Date of Award


Degree Name

Doctor of Philosophy




The purpose of the present study was to compare the effects of three different pay systems on human monitoring performance. With increasing automation, monitoring tasks are becoming increasingly common, but methods of compensation that will promote good performance remain unexamined. Although hourly pay is typically used, data suggest that contingent pay may be more effective in motivating high levels of performance.

In the current study, six undergraduate students, four females and two males ranging in age from 19 to 21 years, performed a monitoring task analogous to one performed by a security guard. Specifically, subjects observed a television screen and detected the presence of signals that were superimposed on video tapes. Using a within subject withdrawal design, subjects were exposed to three pay conditions: (1) hourly pay, (2) hourly pay plus a performance-contingent monetary bonus, and (3) hourly pay in combination with the bonus and a financial penalty contingent upon poor performance.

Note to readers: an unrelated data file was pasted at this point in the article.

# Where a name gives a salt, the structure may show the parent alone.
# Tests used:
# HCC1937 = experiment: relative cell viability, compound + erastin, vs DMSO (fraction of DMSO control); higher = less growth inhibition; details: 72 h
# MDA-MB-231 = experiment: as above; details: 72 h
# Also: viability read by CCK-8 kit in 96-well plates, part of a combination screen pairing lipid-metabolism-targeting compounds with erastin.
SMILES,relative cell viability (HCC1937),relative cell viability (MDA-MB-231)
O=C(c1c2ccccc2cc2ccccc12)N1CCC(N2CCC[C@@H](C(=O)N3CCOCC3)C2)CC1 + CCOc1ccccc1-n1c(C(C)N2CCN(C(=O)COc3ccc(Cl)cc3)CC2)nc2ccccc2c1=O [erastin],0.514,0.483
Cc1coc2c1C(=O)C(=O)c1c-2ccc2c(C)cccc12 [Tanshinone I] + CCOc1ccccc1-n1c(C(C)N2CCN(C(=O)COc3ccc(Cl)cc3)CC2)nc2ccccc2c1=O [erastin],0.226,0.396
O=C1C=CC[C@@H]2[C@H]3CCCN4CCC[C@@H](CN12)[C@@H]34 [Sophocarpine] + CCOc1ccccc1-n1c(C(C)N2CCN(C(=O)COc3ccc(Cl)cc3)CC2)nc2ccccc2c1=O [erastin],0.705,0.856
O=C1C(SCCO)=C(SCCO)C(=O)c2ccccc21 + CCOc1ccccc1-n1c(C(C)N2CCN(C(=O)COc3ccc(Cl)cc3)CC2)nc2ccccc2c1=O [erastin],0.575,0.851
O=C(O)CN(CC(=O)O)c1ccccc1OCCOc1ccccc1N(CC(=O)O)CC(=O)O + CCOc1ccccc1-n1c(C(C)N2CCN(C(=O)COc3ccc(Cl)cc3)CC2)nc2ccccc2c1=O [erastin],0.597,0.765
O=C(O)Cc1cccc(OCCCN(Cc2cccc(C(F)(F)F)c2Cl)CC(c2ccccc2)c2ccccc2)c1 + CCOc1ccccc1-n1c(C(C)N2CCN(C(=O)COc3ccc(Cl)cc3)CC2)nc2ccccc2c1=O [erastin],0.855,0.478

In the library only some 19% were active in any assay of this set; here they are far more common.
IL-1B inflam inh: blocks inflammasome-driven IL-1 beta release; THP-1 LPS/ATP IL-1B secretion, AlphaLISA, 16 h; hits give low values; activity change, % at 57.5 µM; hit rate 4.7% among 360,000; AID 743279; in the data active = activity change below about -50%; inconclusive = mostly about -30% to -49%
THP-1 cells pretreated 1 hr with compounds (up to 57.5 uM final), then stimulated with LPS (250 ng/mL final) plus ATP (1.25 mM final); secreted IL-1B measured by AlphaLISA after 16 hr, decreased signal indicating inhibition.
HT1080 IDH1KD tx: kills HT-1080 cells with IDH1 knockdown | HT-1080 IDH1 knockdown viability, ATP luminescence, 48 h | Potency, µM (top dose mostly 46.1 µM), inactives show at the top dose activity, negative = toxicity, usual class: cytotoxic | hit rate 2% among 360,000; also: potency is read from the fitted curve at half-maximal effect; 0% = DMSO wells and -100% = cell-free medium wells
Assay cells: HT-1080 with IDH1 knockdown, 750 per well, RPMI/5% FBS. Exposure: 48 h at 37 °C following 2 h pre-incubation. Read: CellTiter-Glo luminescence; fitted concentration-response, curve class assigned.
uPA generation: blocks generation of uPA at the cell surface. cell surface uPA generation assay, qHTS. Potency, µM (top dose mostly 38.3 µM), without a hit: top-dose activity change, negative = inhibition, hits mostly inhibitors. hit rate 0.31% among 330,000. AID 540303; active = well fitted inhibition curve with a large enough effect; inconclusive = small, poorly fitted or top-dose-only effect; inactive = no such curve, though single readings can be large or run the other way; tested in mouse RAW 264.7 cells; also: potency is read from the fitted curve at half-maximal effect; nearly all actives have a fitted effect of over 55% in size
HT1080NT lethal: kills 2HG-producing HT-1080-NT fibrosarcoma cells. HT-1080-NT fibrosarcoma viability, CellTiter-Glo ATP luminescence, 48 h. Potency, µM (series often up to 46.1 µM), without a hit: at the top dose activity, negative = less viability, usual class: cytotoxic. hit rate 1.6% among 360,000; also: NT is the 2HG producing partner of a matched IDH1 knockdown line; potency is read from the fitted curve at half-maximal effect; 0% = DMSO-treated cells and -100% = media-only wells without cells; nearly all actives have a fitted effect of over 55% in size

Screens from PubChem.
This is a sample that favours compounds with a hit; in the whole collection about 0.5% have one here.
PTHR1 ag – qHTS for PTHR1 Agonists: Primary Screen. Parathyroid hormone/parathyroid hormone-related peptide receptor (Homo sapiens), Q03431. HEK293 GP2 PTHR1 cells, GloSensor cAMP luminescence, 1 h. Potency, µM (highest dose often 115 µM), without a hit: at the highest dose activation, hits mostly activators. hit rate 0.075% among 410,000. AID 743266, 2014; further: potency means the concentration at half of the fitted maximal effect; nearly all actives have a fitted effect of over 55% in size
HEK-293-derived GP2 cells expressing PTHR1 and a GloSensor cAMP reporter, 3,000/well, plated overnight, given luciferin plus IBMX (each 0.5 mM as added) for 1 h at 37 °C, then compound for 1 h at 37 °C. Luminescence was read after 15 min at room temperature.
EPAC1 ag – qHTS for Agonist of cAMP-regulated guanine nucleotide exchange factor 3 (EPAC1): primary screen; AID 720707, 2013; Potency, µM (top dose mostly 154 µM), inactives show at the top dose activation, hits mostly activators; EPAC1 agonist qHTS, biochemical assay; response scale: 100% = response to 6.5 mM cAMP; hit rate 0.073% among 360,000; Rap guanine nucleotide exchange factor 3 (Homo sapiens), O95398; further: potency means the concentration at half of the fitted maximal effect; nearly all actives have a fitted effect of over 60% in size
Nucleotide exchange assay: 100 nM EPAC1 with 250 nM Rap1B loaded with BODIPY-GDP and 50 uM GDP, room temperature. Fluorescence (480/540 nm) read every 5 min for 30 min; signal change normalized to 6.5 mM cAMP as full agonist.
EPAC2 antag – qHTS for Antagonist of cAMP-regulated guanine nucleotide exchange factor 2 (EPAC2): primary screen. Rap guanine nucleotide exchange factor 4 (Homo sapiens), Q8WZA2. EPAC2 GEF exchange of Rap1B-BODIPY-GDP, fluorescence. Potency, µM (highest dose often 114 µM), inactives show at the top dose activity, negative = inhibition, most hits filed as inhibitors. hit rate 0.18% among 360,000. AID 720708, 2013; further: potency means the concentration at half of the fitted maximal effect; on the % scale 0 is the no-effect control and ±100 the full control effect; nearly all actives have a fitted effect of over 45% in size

The two contingent-pay conditions resulted in only inconsistent improvements in monitoring performance over the hourly pay condition. Implications of the task, subjects, setting, and experimental procedures employed in the present study for researchers and practitioners are discussed.

Access Setting

Dissertation-Open Access

Included in

Psychology Commons